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A lot needs to be done for backward states like Odisha during the 12th Plan Poverty At Its Worst

Updated: July 21, 2012 4:07 pm

Five year plans are important instrument in the planning process of our country. Five Year Plans are designed to be road maps for planners, implementers and regulators so that they follow the planned path. Every five year, a new plan is formulated which sets its own objectives, policies, programmes of development and growth target. Like the eleventh plan, the approach to 12th five year plan also focuses on achieving rapid but inclusive growth. It also added sustainable concerns.

The eleventh five year plan (2009-08 to 2011-12) had aimed at achieving faster and more inclusive growth. Rapid GDP growth, targeted at 9.0 percent per annum, was regarded necessary for two reasons: first to generate the income and employment opportunities that were needed for improving living standards for the bulk of the population; and second, to generate the resources needed for financing social sector programmes, aimed at reducing poverty and enabling inclusiveness.

Both Budget and plan reflects Government’s priorities and in this process public participation is very much essential. But it has been found during the last few decades that public participation is a week area. At the end of every plan period we often hear that the plan couldn’t ensure public participation properly. Similarly, bypassing plan outlay sometimes populist measurers or new schemes are being announced by successive governments that actually led to unbalanced development.

However, there is a need to see whether the primary but essentials tools like Development Approach, Rural Development, and Sustainable Natural Resources Management with emphasis on Forest, Land and Water. Governance & Equity share with special reference on regional imbalance and social inequality besides Gender and Social Exclusion are there or not. But, it has become a customary practice since the inception of first five year plan from 1951-1956 that laid stress on only in Growth trajectory which is either static, stagnant or staggering from 4.3 per cent in first five year plan to a maximum 8.2 per cent in eleventh plan period.

According to the sources in Union Government; in preparing the Approach paper, the Planning Commission consulted much more widely than even before recognizing the fact that Citizens are now better informed and also keen to engage. Over 950 civil society organizations across the country have provided inputs; business associations, including those representing small enterprises have been consulted; modern electronic and social media are being used to enable citizens to give suggestions. All state governments as well as local representative institutions and Unions, have been consulted through five regional consultations. While contesting these arguments a grassroots activist working with farming communities said “all these lack inputs from field and remote areas for which the plan is targeted”.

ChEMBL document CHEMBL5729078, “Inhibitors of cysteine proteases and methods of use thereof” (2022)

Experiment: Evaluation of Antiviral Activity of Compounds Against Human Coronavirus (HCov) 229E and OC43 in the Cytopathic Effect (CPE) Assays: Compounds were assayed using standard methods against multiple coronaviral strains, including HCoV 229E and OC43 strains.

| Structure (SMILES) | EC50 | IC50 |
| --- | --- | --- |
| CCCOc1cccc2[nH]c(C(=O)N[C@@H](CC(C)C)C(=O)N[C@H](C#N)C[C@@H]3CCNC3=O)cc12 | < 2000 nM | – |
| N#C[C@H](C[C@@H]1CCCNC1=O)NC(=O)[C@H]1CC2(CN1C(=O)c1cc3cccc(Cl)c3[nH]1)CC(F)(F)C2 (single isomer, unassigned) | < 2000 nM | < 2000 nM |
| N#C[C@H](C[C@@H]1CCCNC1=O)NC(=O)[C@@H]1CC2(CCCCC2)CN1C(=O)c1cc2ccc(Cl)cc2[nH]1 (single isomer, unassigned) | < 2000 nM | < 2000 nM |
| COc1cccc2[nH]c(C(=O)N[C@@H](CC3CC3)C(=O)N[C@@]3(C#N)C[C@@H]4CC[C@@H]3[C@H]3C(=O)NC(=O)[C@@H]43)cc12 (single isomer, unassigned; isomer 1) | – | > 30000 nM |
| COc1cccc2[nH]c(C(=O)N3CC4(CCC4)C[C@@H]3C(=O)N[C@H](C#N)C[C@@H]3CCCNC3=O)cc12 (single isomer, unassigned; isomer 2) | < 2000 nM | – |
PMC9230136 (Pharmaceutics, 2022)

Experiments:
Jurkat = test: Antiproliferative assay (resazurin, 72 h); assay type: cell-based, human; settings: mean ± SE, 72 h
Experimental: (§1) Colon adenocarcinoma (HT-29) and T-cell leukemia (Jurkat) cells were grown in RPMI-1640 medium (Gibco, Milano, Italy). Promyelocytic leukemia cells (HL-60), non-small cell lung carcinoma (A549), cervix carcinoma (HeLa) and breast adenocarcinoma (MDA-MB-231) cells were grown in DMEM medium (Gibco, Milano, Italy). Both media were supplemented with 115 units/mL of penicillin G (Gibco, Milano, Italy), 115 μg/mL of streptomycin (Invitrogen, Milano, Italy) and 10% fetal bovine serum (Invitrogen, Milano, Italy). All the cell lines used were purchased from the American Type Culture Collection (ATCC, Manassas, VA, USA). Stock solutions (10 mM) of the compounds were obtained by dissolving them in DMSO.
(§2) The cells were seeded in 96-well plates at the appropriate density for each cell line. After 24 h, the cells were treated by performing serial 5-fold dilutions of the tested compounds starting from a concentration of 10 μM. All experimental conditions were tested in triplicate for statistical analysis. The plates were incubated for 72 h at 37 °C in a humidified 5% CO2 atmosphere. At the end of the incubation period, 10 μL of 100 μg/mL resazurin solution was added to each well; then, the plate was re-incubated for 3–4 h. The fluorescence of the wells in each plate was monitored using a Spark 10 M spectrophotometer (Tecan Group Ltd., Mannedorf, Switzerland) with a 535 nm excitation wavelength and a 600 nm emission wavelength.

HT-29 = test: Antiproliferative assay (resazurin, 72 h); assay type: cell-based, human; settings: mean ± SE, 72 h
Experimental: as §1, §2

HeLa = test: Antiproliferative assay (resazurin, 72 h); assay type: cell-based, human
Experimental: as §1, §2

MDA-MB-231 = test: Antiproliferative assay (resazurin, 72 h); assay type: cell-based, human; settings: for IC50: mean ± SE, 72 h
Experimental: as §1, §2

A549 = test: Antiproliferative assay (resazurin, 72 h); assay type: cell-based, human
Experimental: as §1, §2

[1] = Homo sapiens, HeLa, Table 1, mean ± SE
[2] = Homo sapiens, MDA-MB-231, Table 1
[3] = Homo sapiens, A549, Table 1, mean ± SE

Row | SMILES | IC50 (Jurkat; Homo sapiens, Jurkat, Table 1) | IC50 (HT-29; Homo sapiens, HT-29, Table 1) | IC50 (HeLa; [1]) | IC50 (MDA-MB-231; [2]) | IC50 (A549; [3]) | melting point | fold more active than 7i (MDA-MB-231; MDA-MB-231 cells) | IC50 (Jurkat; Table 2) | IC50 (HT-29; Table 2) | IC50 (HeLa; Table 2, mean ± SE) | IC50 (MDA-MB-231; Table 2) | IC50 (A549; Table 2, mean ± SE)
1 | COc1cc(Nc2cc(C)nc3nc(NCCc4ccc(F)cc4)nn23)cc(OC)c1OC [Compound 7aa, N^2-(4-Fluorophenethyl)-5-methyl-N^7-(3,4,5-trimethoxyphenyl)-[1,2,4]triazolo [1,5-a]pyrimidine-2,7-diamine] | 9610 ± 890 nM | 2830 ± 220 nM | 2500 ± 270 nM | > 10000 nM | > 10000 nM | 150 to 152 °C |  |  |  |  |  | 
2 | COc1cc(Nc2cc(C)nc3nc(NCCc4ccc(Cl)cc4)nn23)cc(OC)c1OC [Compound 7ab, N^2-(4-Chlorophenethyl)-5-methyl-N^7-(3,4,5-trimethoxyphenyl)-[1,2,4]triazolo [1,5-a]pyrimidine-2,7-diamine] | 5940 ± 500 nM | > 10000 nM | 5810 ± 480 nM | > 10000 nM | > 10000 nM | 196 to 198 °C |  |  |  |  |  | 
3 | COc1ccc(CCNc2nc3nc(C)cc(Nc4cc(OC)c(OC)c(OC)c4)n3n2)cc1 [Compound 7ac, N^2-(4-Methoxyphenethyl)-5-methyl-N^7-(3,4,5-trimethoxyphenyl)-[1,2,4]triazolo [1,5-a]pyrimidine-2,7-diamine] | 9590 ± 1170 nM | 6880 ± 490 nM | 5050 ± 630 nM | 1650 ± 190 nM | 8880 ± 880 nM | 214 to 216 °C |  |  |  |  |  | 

Other important feature of the growth experienced in the eleventh plan, which is relevant to inclusiveness, is that high rates of economic growth have been more broadly shared than ever before across the states. While most states have shown sustained high rates of growth, several of the economic weaker States have demonstrated an improvement in their growth rates. Amongst them are Bihar, Odisha, Assam, Rajasthan, Chhattisgarh, Madhya Pradesh, Uttarakhand and to some extent Uttar Pradesh. According to the available data no State has averaged GSDP growth of less than 6.0 per cent during the eleventh plan period.

While the economically- weaker states are catching up in growth rates, there is a growing concern about the backwardness of individual districts, several of which are located in states that are otherwise doing well. Many of these districts are also affected by Left Wing Extremism. The Backward Regions Grant Fund (BGRF) and various other regional initiatives have been specially designed to address this problem.

Reducing poverty is a key element in the inclusive growth strategy and there is some progress in this regard. According to previous official poverty estimates, the percentage of the population living below the poverty line had declined by 8.5 percentage points between 1993-04 and 2004-05. Since the appropriateness of the poverty line was questioned in some quarters, the Government appointed an expert committee under the Chairmanship of the late Prof. Suresh Tendulkar. The Tendulkar Committee recommended a recalibration of rural poverty line to make it more comparable with the urban poverty line, which it found to be appropriate. The application of Tendulkar Committee poverty line provides a higher estimate of rural poverty and therefore also of total poverty, but if the new method is applied to the earlier years, as it should be, it shows that the percentage of the population in poverty declined from 45 percent in 1993-94 to 37 per cent in 2004-05. Thus, poverty declined at roughly 0.8 percentage points per year during the 11 year period before the Eleventh Plan.

The Eleventh Plan had set a more ambitious target of achieving a decline in poverty ratio of 2 percentage points per year. While the actual performance in this regard was below this target, it was better than it was in the earlier decade. But many in civil society and integenstia do not agree with this statistical jugglery.

The Eleventh Plan gave special impetus to several programmes aimed at building rural and urban infrastructure and providing basic services with the objective of increasing inclusiveness and reducing poverty. The Schemes like MGNREGA, Indira Awas Yojana (IAY), National Social Assistance Programme (NSAP), Pradhan Mantri Gram Sadak Yojana (PMGSY), NRHM, ICDS, Mid Day Meal (MDM), Sarva Sikhya Abhiyan (SSA), JNNURM, AIBP, Rajiv Gandhi Grameen Vidyuti Karan Yojana (RGGVY), NRDWP and Total Sanitation Campaign (TSC) and Rastriya Krushi Vikash Yojana. And there are approximately 267 centrally sponsored schemes of the them at least 150 are large programmes.